The State Bank of India, the largest banking behemoth, smartly announced linking of its savings bank deposits to external benchmark – RBI’s repo rate. Starting May 1, 2019, SB account holders with balances of over Rs 1 lakh will get interest rate at 275 basis points below the repo rate that works out to 3.5%. It will bring down SB interest on accounts with balances of over Rs 1 crore also to 3.5% as against 4% now. This reduction of interest rate will thus impact 80% of SBI’s deposit base. It may also prompt some depositors to move to fixed tenure deposits to protect their interest income.
Similarly, on the lending side, the SBI will charge from short-term working capital loans/overdraft borrowers of over Rs 1 lakh, at 225 basis points above repo rate bringing down lending floor rate to 8.5%, which is close to the MCLR ruling currently at 8.55%. Till now, the SBI has kept retail lending out of its purview. Risk premium above such threshold will, however, continue to be based on risk perception of the borrower.
The innovative approach of SBI to convert SB deposits of over Rs 1 lakh into floating rates and linking it to repo rates is designed to suit its asset liability structure. It may not be feasible for other competitors with fragile CASA base to adopt it. But the SBI move would herald a new way of finding solution to eventually create a low interest rate regime to support growth of the economy. This innovation has to be tested to know how customers perceive it.
Other Lending Reforms
The RBI would bring into force its revised Large Exposure Framework (LEF) from April 1, 2019. Under this, the sum of all exposure values of a bank to counterparty or a group of connected counterparties must not be higher than 25% of Tier–I capital of the bank. Hitherto, such exposure measures were linked to total capital comprising Tier I and II put together. Effectively, thereby the exposure appetite of banks to large borrowers may come down unless Tier–I capital base is enhanced proportionately.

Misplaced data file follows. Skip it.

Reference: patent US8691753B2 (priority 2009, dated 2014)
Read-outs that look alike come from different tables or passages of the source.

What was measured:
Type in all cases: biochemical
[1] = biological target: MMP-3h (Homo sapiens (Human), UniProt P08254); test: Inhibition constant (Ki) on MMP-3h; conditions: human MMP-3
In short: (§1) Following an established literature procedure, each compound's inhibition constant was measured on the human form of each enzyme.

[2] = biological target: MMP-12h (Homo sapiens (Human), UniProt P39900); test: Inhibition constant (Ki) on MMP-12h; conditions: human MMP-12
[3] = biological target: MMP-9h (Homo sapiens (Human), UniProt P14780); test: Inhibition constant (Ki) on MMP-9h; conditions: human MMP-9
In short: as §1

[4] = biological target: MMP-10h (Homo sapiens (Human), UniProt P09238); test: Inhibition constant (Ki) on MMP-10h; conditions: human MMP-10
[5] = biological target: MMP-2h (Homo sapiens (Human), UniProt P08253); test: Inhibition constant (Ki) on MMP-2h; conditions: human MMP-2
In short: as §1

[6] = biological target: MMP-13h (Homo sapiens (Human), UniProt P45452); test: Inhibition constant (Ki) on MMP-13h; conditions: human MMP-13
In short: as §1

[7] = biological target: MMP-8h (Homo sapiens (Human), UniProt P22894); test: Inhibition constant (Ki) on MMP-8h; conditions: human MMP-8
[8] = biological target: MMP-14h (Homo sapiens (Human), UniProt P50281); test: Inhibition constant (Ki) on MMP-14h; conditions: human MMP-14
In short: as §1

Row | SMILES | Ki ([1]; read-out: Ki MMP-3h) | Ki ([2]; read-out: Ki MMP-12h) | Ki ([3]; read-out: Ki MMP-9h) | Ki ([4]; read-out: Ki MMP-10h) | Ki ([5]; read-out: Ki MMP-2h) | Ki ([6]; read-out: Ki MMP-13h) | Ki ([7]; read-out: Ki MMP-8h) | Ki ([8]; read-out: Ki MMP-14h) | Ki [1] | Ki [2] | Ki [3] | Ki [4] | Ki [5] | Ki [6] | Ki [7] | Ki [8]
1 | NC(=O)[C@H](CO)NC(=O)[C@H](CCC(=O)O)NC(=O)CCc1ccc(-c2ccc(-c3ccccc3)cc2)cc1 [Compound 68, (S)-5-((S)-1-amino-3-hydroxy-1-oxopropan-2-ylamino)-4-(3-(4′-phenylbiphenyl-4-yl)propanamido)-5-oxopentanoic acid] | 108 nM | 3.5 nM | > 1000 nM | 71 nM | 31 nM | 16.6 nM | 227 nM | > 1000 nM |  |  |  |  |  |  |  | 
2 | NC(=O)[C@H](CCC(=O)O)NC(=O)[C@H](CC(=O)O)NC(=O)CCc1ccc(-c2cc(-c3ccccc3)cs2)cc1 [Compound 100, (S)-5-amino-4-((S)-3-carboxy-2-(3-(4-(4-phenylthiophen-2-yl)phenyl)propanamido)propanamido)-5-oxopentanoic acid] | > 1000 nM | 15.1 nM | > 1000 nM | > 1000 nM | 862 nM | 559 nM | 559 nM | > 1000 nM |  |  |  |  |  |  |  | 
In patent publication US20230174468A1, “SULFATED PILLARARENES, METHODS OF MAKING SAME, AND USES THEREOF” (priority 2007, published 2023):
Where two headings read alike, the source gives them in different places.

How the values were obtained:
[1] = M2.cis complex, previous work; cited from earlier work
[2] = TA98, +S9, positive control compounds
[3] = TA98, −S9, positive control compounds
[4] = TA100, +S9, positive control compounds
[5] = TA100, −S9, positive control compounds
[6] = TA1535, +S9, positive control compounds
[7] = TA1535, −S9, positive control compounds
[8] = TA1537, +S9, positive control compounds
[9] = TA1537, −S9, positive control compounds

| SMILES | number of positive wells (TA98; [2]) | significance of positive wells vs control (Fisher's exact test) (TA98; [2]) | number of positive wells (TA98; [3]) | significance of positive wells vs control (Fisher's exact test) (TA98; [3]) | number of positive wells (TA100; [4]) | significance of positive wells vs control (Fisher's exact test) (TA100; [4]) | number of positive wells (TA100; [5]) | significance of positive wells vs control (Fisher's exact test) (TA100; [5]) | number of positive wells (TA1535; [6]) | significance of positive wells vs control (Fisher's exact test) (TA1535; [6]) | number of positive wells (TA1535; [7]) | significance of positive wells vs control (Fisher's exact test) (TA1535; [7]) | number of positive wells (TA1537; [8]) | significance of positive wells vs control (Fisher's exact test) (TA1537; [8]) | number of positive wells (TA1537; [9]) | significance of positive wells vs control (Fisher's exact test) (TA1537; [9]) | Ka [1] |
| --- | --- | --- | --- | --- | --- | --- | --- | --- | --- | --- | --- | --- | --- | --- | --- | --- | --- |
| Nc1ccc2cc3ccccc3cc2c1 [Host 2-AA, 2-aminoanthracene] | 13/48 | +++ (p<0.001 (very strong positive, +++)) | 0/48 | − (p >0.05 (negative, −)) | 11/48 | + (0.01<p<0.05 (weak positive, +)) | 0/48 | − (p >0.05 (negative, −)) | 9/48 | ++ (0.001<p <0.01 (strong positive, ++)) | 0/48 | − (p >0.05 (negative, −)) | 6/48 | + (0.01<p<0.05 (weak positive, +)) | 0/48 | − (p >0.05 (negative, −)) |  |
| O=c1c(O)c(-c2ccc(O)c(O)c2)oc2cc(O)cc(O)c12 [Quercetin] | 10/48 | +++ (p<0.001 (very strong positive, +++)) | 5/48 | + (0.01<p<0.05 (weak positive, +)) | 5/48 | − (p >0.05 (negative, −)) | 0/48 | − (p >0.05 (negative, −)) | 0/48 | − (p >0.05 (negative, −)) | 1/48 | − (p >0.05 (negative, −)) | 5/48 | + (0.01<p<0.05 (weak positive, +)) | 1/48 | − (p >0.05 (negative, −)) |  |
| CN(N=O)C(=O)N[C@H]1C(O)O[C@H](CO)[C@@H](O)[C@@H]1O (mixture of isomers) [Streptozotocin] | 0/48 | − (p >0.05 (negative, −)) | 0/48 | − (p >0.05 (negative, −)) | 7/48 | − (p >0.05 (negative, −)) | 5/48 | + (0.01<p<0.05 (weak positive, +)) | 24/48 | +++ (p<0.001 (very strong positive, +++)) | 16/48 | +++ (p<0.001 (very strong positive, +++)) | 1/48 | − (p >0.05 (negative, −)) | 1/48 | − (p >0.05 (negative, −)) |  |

In terms of RBI guidelines on loan system for delivery of bank credit, borrowers having aggregate fund based working capital limit of Rs 150 crore and above will now get a minimum level of ‘loan component (working capital loan) of 40% and rest 60% will be in the form of cash credit. Such ‘loan component’ share will be raised to 60% by July 2019. This will reduce uncertainty and volatility in the interbank call money market due to more disciplined use of working capital facilities.
None of these measures bodes well for quick transmission of monetary policy signals in lowering lending rates unless the structural constraint in the management of profitability of banks is addressed. The cost-income structure of banks must permit reduction in lending rates. It calls for overhauling bank’s operating ecosystem to reduce intermediation cost and with full autonomy to create equilibrium between the cost of resources and its yield net of risk.
(The author is Director, National Institute of Banking Studies and Corporate Management, Noida)